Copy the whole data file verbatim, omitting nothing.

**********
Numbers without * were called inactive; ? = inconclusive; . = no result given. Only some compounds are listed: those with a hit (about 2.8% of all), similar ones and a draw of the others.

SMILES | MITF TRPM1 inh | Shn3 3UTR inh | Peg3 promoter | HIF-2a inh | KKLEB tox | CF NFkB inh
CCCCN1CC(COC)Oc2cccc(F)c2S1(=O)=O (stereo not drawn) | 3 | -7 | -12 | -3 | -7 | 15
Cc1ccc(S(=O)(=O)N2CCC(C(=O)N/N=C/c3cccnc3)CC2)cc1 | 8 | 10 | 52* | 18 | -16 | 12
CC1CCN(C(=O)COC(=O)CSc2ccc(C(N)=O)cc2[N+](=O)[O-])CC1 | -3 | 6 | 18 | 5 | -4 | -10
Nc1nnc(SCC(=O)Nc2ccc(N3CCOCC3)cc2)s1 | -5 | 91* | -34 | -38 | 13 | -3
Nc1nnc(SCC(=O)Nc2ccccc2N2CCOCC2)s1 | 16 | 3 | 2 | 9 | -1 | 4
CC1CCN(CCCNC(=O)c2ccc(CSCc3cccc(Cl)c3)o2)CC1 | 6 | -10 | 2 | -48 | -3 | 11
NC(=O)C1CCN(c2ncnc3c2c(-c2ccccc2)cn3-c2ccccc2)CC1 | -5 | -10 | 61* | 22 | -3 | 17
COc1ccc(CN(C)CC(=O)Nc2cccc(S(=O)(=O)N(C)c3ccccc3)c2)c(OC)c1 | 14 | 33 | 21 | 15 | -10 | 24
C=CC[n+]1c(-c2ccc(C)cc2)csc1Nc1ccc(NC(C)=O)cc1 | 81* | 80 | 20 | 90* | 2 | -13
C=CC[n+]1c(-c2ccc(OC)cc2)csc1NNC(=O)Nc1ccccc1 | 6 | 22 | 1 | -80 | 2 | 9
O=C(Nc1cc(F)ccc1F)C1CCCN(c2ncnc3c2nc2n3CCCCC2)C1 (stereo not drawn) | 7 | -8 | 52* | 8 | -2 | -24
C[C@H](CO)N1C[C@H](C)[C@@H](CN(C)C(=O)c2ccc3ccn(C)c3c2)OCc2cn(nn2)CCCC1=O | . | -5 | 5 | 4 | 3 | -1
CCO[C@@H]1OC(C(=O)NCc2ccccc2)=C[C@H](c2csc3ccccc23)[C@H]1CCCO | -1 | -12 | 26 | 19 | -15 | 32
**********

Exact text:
Numbers without * were called inactive; ? = inconclusive; . = no result given. Only some compounds are listed: those with a hit (about 2.8% of all), similar ones and a draw of the others.

SMILES | MITF TRPM1 inh | Shn3 3UTR inh | Peg3 promoter | HIF-2a inh | KKLEB tox | CF NFkB inh
CCCCN1CC(COC)Oc2cccc(F)c2S1(=O)=O (stereo not drawn) | 3 | -7 | -12 | -3 | -7 | 15
Cc1ccc(S(=O)(=O)N2CCC(C(=O)N/N=C/c3cccnc3)CC2)cc1 | 8 | 10 | 52* | 18 | -16 | 12
CC1CCN(C(=O)COC(=O)CSc2ccc(C(N)=O)cc2[N+](=O)[O-])CC1 | -3 | 6 | 18 | 5 | -4 | -10
Nc1nnc(SCC(=O)Nc2ccc(N3CCOCC3)cc2)s1 | -5 | 91* | -34 | -38 | 13 | -3
Nc1nnc(SCC(=O)Nc2ccccc2N2CCOCC2)s1 | 16 | 3 | 2 | 9 | -1 | 4
CC1CCN(CCCNC(=O)c2ccc(CSCc3cccc(Cl)c3)o2)CC1 | 6 | -10 | 2 | -48 | -3 | 11
NC(=O)C1CCN(c2ncnc3c2c(-c2ccccc2)cn3-c2ccccc2)CC1 | -5 | -10 | 61* | 22 | -3 | 17
COc1ccc(CN(C)CC(=O)Nc2cccc(S(=O)(=O)N(C)c3ccccc3)c2)c(OC)c1 | 14 | 33 | 21 | 15 | -10 | 24
C=CC[n+]1c(-c2ccc(C)cc2)csc1Nc1ccc(NC(C)=O)cc1 | 81* | 80 | 20 | 90* | 2 | -13
C=CC[n+]1c(-c2ccc(OC)cc2)csc1NNC(=O)Nc1ccccc1 | 6 | 22 | 1 | -80 | 2 | 9
O=C(Nc1cc(F)ccc1F)C1CCCN(c2ncnc3c2nc2n3CCCCC2)C1 (stereo not drawn) | 7 | -8 | 52* | 8 | -2 | -24
C[C@H](CO)N1C[C@H](C)[C@@H](CN(C)C(=O)c2ccc3ccn(C)c3c2)OCc2cn(nn2)CCCC1=O | . | -5 | 5 | 4 | 3 | -1
CCO[C@@H]1OC(C(=O)NCc2ccccc2)=C[C@H](c2csc3ccccc23)[C@H]1CCCO | -1 | -12 | 26 | 19 | -15 | 32